Southwest Pilots Protest in Dallas Over Fatigue, Stress

It's the latest sign that all is not well in the airline industry
By Mike L. Ford,  Newser Staff
Posted Jun 22, 2022 1:42 PM CDT
Southwest Pilots Protest in Dallas Over Fatigue, Stress
Casey Murray, president of the Southwest Airlines Pilots Association, talks about union picketing at Dallas Love Field on Tuesday, June 21, 2022, in Dallas.   (AP Photo/David Koenig)

More than 1,300 uniformed Southwest Airlines pilots gathered at Dallas Love Field airport on Tuesday to protest working conditions. Per Business Insider, the pilots belong to the Southwest Airlines Pilot Association, a union representing nearly 10,000 aviators. They held signs that read, "Southwest’s operation: From first to worst" and "Summer of luv: Delayed, rescheduled, cancelled." The union told local NBC 5 that it was an "informational picket," not a walkout, and the goal was to "raise awareness" over pilot fatigue. Union president Capt. Casey Murray said, "Our pilots have had to address the fatigue issue with management publicly, which is something that we never want to do."

Southwest pilots are also frustrated by stalled contract negotiations that have dragged on for more than two years. Pay, maternity leave, and a pilot shortage are key issues in those negotiations, but fatigue and stress were the primary drivers of the protest. According to the union, lack of pilots isn’t the only reason for their heavy workload. To that point, the fact that 1,300 took the day off to demonstrate did not impact the airline’s operations, which the company acknowledged in a statement, saying Southwest "respects the rights of our employees to express their opinions, and we do not anticipate any disruption in service as a result of this single demonstration."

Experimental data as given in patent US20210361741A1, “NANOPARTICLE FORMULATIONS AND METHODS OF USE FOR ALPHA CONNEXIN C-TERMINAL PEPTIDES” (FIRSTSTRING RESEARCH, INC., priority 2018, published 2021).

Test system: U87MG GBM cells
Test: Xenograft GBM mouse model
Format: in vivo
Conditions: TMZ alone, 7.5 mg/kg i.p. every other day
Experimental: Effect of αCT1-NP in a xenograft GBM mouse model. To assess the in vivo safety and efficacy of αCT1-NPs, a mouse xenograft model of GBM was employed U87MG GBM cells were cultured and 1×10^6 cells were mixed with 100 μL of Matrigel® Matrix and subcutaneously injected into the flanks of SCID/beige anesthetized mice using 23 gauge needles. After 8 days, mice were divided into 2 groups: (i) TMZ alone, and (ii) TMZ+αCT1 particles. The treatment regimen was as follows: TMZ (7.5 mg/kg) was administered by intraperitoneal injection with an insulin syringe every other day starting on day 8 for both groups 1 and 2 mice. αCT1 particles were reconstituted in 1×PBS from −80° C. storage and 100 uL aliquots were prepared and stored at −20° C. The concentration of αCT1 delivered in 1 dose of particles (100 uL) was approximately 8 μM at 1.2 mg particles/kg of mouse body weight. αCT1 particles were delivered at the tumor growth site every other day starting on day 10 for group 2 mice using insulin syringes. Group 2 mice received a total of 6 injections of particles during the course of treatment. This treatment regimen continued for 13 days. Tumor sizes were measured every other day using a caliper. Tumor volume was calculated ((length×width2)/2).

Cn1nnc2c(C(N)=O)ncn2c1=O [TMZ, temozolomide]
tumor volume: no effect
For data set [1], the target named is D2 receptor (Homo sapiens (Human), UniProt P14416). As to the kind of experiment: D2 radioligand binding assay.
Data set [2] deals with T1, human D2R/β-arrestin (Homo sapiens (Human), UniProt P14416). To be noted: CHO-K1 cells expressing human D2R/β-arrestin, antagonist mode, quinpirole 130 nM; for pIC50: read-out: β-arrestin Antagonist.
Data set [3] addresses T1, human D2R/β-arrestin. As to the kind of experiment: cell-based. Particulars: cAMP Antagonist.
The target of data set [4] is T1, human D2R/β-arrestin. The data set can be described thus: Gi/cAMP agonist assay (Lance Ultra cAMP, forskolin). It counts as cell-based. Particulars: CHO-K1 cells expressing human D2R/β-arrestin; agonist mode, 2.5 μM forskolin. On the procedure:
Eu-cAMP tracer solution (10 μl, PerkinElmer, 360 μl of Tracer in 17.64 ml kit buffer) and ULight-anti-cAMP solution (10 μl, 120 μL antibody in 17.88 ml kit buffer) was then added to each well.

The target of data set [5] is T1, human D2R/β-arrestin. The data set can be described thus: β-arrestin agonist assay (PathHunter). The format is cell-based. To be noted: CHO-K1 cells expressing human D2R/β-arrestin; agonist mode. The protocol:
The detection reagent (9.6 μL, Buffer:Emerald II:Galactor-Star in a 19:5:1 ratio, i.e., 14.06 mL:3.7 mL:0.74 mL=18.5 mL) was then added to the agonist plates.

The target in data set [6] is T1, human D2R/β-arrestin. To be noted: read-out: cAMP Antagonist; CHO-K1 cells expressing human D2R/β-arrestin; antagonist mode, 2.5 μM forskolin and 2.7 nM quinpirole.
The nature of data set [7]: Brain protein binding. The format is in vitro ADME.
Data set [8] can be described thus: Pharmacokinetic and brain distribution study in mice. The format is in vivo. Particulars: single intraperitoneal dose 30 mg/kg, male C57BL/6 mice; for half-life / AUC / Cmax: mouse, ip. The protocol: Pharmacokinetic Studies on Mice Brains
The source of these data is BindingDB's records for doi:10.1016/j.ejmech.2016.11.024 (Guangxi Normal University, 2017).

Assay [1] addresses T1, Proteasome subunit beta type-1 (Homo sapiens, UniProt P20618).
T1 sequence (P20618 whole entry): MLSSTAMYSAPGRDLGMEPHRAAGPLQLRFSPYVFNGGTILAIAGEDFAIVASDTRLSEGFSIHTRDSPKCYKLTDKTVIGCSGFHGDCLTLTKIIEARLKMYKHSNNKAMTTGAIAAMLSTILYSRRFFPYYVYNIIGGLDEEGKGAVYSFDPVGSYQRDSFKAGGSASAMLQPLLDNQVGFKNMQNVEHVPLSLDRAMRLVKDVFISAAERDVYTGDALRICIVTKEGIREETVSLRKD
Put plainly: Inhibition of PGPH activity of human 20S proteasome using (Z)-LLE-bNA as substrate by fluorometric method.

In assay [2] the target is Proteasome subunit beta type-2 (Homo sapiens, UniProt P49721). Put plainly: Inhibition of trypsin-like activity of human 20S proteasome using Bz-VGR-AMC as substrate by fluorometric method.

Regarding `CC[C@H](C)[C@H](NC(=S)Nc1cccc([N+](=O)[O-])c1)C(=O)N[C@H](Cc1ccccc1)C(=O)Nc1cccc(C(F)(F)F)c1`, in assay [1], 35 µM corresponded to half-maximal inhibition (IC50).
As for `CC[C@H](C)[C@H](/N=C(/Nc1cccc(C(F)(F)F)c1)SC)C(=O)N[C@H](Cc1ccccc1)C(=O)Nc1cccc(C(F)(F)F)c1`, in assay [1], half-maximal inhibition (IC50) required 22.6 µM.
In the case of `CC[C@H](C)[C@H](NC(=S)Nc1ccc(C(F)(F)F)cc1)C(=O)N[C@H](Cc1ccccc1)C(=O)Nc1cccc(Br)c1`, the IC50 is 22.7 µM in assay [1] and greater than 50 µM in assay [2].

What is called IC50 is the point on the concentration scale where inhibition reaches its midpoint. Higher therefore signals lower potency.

Pilots blame an antiquated scheduling system that often forces them to make longer flights than they anticipated. Per the Dallas Morning News, pilots desperately want Southwest to upgrade its scheduling technology, which is especially feeble during storms and other disruptions. Southwest is by no means the only airline with problems over staffing and delays. Delta pilots issued an open letter last week assuring frustrated customers that they are "flying a record amount of overtime" to meet demand. Meanwhile, United and American Airlines each grounded 100 planes for lack of pilots earlier this month. (More Southwest Airlines stories.)

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